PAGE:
"You can't change physics," he says. So in the film's somewhat timeless aesthetic, astronauts use Sharpie pens and use chunky analogue machinery that could have come from a sci-fi film of yesteryear or even from decades-old NASA footage.
Less green screen
Grounding the technology in the near future cut down on the need for flashy visual effects, but some effects are inevitable for a film that involves impossible environments like lunar landscapes and floating spacewalks. Gray tried to avoid green screen, putting Pitt and the cast in real sets and locations such as an abandoned power station or the famous Death Valley desert so they could react to their surroundings and to one another.
Shooting the actors in a way that allows visual effects to be added later can be a slow and laborious process. And if the actors don't have something to interact with, Gray says, then filming "becomes a brutal challenge."
Even with real sets, the process could be tough. For zero gravity and spacewalk scenes, actors were dangled on wires to perform the floating movements.
"You're not going to get more than three takes or four takes because it's very stressful on the body," says Gray, who filmed the cast on sets that were built both horizontally and vertically so they could film different angles. The director is keen to stress that Pitt didn't complain but adds, "You're not gonna get the best work from your actor if he's in a state of constant physical torture."
That said, digital visual effects are inevitable in most studio films these days, from sci-fi extravaganzas to period dramas. Gray estimates 12 percent of shots in the film were completely untouched, with the other 88 percent digitally enhanced in some way.
Whether it was adding a smattering of stars to a blacked-out set, transforming the California desert into the surface of the moon, or adding Tommy Lee Jones' face to a digital spacesuit, the complex visual effects ate up the extra time after the release date was pushed back. Just a month before we met, the visual effects supervisor told Gray there were 304 effects shots left to sign off.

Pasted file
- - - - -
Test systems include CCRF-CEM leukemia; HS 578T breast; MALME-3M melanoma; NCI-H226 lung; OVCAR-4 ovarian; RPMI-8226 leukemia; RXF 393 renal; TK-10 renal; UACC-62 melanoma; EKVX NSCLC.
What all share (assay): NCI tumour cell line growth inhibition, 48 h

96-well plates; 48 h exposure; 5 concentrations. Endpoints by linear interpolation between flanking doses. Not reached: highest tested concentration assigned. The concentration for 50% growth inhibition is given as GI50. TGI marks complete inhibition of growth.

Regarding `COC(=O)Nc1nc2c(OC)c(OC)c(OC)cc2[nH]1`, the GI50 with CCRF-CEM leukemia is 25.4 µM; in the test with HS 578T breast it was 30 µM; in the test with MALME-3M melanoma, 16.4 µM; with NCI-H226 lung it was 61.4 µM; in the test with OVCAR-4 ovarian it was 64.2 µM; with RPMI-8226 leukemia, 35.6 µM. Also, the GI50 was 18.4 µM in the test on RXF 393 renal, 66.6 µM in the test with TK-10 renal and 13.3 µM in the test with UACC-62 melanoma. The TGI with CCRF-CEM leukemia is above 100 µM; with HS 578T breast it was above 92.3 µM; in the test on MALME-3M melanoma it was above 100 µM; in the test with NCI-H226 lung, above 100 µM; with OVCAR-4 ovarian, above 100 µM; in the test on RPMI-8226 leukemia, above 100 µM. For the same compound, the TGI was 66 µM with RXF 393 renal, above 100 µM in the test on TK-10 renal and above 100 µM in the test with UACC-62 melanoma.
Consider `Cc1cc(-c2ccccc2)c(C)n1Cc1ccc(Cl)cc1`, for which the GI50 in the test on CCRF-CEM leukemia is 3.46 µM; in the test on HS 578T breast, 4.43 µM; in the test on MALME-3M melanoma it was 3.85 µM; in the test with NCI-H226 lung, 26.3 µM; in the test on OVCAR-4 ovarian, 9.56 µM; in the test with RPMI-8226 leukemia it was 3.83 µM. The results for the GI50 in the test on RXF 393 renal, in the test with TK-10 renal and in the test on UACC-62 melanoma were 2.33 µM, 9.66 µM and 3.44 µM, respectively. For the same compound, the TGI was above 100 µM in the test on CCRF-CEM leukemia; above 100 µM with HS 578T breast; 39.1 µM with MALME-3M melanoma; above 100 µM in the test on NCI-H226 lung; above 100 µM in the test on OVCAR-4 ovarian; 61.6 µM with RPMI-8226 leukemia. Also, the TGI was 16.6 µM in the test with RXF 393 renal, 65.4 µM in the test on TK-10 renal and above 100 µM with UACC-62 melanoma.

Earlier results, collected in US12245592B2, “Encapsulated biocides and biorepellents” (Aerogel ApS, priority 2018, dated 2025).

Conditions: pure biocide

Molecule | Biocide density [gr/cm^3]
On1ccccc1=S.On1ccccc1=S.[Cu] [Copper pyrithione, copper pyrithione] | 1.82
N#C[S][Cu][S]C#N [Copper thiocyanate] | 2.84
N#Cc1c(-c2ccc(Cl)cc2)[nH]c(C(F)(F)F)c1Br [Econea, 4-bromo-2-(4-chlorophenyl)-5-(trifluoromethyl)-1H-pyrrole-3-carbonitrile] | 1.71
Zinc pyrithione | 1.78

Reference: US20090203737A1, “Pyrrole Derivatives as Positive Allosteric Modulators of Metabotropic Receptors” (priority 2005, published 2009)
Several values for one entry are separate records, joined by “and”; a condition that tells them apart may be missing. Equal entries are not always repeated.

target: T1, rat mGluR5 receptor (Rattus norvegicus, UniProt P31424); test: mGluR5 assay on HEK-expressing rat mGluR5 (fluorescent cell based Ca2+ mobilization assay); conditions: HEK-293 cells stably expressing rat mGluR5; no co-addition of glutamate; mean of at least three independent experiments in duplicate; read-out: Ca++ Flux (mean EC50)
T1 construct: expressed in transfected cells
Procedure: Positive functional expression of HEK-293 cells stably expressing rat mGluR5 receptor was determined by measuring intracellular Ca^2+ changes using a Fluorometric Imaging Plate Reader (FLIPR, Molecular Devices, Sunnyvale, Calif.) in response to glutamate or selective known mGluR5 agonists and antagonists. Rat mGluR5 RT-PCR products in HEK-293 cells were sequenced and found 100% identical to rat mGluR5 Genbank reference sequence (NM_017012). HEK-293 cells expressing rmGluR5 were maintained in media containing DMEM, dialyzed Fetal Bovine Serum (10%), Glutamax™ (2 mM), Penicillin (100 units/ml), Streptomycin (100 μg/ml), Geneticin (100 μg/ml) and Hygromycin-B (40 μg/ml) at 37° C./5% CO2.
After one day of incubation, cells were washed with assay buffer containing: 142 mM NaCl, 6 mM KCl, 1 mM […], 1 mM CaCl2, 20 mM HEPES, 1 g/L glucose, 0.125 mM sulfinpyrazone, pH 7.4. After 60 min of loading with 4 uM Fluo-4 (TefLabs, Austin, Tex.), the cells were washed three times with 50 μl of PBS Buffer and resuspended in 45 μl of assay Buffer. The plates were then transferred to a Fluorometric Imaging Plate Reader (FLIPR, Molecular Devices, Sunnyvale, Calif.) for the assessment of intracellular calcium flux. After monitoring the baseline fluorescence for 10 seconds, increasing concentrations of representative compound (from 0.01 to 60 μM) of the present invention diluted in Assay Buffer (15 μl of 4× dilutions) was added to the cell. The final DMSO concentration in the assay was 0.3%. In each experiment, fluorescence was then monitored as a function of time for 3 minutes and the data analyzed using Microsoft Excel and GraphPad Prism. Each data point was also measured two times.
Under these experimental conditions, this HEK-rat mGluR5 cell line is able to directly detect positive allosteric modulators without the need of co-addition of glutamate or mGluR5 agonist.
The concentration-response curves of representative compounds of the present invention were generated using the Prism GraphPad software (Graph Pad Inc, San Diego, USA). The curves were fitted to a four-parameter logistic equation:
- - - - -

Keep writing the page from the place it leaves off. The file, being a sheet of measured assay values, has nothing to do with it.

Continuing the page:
Ultimately, Gray didn't let on-screen or off-screen technology get in the way of the story. "We couldn't tackle the gravity on the moon," he says with a smile, "so we have a line in the background which said 'Lunar gravity boots should be set to 76', or whatever. At some point you can't ask the audience to pay attention to that stuff."
And besides, as Gray admits, "it's a fool's errand to try and predict the future."
Gray was born in 1969, the year of the Apollo moon landing, although perhaps fittingly his first memory of real space travel was seeing the final manned moon mission in 1972. He laments that the "tremendous aspirational power" of humankind's quest for space has been lost, but sees a renewed enthusiasm in his children's generation.
"The lunar landing is the greatest achievement in the history of the human race," he says. "I think we take it for granted now... What was lost was the will because the whole vision of space exploration was essentially motivated by the desire to beat the Russians to the moon. And once the United States did that, we stopped caring."
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Originally published Sept. 18.